Divine Writes

A shiny new publication from GraphicDesign& examines the relationship between graphic design and mathematics through the lens of the golden mean – a phenomenon which pops up in art, science and throughout the natural world.

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Cover of Golden Meaning, photograph by David Shaw

In 2011, graphic designer Lucienne Roberts (founder of studio LucienneRoberts+) and design educator Rebecca Wright (Central Saint Martins, Programme Director, Graphic Communication Design) launched publishing house GraphicDesign& to explore the symbiotic nature of graphic design practice. Following on from its first title, Page 1: Great Expectations, GraphicDesign& has just published its second book, Golden Meaning. Page 1 was a GraphicDesign& Literature title; the focus of this latest book is GraphicDesign& Mathematics.

On a rainy morning last summer, Lucienne and Rebecca were joined by Guardian maths blogger and writer Alex Bellos in Roberts’ East London home. Stretched across the living room floor was the work of fifty-five graphic designers and image-makers, each of whom had been challenged to visually communicate the golden mean, the ancient mathematical quandary first defined by Euclid. Golden Meaning showcases these explorations, and is intended as a companion piece to Page 1: together, the two volumes cover the core subjects of English and Mathematics.

Roberts and Wright initially approached Bellos, author of best-seller Alex’s Adventures in Numberland, to help choose a suitable topic for their mathematics title and to review the results. Erik Spiekermann had already used the golden rectangle to determine his layout for Page 1, observing the book’s format to be exactly 1:1.618. With this in mind, Roberts, Wright and Bellos settled on their subject, selecting the golden mean for its frequent occurrence in the natural world, as well as its long-standing importance for both art and science.

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Homework, photograph by Richard Hubert Smith

The illustrators and designers included in Golden Meaning prove just how relevant the golden mean is. New works by Hort, Ian Wright, Catherine Zask, Moniker, Kapitza, Bibliothèque and Luxury of Protest tackle the brief with intelligence, style and a generous pinch of wit, employing sculpture, poetry, cosmology and, in the case of Deskcamping’s Nick Couch, flapjacks. Several of the contributors use the tools of their trade to explore the dimensions of the golden ratio. George Hardie calculates the proportion between ‘thinking and making, or drawing and doing sums’ and the studio Julia sets its design in Pacioli – a redrawing of Luca Pacioli’s 1509 alphabet of ‘divine proportion’. 

Confronted with this array, Bellos was clearly impressed and excited. “That could be in any maths book,” he observed, pointing to one of the designs. “But it’s not going to be because the people that design maths books don’t have this sensibility.” In his introduction he comments: “As a popular maths writer, I am always trying to make abstract ideas accessible and fun. This book succeeds brilliantly in doing just that. I have found it incredibly refreshing to see what to me are familiar concepts reinterpreted in novel, creative ways.” Bellos also provided some much-needed maths know-how in his role as guest critic – Roberts candidly admits: “He understood the responses we had failed to.”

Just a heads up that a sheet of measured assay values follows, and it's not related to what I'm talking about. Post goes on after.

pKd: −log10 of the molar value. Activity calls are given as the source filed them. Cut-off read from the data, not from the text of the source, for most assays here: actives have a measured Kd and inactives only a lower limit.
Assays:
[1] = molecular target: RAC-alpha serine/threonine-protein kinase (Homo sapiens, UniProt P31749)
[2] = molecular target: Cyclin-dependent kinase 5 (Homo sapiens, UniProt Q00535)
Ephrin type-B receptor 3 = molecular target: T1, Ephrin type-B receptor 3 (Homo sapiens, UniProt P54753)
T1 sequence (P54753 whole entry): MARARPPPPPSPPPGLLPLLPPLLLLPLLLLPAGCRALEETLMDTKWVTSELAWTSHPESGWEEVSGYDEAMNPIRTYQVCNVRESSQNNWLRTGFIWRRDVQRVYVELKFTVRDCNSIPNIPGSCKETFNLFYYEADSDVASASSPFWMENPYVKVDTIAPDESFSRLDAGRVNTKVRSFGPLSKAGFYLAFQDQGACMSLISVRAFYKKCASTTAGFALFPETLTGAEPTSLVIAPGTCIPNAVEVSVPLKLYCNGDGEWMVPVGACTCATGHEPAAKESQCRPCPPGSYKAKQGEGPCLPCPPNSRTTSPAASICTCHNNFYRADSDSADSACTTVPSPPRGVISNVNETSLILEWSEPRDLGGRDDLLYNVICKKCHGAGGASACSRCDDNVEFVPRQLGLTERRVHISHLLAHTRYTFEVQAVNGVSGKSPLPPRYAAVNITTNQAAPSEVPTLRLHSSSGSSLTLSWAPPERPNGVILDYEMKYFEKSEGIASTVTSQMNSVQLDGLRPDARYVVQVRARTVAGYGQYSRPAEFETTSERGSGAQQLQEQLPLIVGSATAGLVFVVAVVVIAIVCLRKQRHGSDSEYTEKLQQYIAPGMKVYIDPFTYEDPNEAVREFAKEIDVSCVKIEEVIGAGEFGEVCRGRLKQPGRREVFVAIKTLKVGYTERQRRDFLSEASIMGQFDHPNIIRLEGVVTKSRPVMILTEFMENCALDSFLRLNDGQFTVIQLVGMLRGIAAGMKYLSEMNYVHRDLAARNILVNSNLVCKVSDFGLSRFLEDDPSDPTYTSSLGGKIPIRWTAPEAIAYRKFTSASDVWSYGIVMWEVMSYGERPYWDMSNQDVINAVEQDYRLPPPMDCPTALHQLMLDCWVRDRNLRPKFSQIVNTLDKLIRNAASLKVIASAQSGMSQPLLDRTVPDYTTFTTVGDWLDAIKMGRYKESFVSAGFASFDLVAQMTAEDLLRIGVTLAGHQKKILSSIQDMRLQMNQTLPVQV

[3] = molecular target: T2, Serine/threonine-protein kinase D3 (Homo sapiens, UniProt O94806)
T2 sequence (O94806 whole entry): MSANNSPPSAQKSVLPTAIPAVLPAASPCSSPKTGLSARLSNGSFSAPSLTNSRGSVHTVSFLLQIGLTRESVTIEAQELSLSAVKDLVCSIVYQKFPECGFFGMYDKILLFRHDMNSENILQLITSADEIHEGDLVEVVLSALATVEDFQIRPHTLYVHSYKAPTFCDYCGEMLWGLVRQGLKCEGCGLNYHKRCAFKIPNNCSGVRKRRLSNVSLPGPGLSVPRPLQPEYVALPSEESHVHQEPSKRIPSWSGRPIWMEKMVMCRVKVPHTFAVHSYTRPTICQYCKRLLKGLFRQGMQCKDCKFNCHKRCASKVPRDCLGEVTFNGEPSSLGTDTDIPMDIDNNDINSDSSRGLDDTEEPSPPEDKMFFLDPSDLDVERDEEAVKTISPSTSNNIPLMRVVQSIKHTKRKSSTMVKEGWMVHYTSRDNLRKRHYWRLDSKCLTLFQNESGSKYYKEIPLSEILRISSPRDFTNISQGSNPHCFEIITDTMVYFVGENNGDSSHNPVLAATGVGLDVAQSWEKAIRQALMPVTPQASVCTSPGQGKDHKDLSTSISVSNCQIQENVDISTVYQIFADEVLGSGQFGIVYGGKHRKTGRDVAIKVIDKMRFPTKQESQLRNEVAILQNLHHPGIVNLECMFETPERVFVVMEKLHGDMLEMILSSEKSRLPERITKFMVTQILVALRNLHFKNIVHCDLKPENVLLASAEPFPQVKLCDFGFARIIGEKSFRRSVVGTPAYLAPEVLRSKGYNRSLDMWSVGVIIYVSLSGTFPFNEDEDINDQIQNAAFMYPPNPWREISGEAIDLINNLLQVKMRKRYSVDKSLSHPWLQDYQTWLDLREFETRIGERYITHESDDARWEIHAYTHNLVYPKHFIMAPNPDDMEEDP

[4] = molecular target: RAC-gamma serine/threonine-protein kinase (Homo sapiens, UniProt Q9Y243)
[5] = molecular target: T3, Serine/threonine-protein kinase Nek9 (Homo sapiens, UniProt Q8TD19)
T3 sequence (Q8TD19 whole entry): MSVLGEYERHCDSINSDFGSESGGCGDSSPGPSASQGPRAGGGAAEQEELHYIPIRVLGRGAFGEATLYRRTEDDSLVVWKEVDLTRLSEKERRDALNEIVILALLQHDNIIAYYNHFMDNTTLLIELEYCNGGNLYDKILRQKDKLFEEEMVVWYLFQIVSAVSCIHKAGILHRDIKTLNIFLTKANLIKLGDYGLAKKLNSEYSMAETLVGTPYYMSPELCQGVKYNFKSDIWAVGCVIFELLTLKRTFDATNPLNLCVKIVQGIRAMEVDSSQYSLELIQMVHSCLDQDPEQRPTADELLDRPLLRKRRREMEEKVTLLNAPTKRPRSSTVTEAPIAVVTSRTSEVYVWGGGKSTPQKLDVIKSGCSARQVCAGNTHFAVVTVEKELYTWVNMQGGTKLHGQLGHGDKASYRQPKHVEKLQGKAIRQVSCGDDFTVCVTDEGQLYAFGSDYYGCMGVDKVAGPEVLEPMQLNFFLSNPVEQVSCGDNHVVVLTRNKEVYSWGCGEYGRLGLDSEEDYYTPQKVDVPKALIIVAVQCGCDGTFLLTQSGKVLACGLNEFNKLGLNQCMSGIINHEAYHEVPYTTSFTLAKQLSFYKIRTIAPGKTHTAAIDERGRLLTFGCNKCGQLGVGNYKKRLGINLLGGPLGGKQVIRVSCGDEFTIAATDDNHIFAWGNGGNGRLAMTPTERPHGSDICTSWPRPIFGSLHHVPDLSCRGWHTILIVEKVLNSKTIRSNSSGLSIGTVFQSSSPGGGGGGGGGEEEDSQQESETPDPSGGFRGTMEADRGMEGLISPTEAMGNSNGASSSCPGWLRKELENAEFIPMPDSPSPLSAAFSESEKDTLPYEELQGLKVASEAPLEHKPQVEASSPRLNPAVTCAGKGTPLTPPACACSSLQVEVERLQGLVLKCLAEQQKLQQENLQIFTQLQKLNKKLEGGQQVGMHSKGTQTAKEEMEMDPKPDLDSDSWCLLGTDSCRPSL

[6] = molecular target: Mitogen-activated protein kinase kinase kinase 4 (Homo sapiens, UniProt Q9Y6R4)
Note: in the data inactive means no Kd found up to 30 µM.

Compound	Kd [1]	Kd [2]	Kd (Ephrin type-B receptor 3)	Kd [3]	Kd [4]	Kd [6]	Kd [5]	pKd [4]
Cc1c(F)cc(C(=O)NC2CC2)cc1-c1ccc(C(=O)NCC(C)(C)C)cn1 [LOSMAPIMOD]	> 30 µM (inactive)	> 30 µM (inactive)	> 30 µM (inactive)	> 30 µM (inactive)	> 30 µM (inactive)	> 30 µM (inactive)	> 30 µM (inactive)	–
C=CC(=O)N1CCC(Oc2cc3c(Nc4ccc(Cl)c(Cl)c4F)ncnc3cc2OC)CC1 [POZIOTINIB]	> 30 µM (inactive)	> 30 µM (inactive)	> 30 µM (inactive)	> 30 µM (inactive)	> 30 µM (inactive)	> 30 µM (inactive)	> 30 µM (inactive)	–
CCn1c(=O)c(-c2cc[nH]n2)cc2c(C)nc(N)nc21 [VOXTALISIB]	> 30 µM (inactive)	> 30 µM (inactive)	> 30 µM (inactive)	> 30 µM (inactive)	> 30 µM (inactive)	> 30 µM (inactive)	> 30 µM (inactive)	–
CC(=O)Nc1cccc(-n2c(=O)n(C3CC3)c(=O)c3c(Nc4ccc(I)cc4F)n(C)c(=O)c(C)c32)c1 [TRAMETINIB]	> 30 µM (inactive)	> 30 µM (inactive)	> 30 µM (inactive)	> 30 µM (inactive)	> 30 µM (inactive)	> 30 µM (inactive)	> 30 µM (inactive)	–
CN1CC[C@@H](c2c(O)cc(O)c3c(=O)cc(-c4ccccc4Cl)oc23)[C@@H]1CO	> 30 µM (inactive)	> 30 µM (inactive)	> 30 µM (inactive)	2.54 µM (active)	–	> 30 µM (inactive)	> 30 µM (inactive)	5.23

Of course Golden Meaning is not a maths book in the traditional sense. Aimed at both the design and maths communities, it shows how designers can illuminate a complex idea and in the process aims to challenge perceptions of what and who graphic design is for. All of GraphicDesign&’s publishing manifests this kind of thinking.

Collaboration with outside specialists is a working model Roberts and Wright insist on, and one that they have found extremely rewarding. As a practitioner, Roberts is well aware of the tight-knit and sometimes insular world of her profession. Wright agrees: “An objective is that our books reach a non-design audience and, through that, make our subject more accessible and inclusive.”

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Adrian Talbot, photograph by Richard Hubert Smith

Determined that Golden Meaning should really shine, Roberts and Wright were pleased to work with printers Lecturis for this new publication. Its pages are printed entirely in gold ink and its cover in luminescent fluorescent yellow alongside gold and holographic diffracting metallic foil, the latter appropriately used to emphasis the never-ending nature of that magic number 1.618...

Golden Meaning
was launched at the Design Museum, with eight of the book’s contributors talking for five minutes about their work, and covering mnemonics, baking, planetary movements, patterning, poetry and alcohol. 

For its next challenge, the GraphicDesign& team plan to tackle religion, with a look at the coded symbolism of the nun’s habit (featuring new artwork by Ryan Todd), and the social sciences, focusing on how factors ranging from money to gender impact on the graphic design profession. The research and written content of both volumes will be driven by the work of specialists in the respective fields.

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MGMT Design, photograph by Richard Hubert Smith

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Bibliothèque, photograph by Richard Hubert Smith

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Malika Favre, photograph by Richard Hubert Smith

Golden Meaning is available from graphicdesignand.com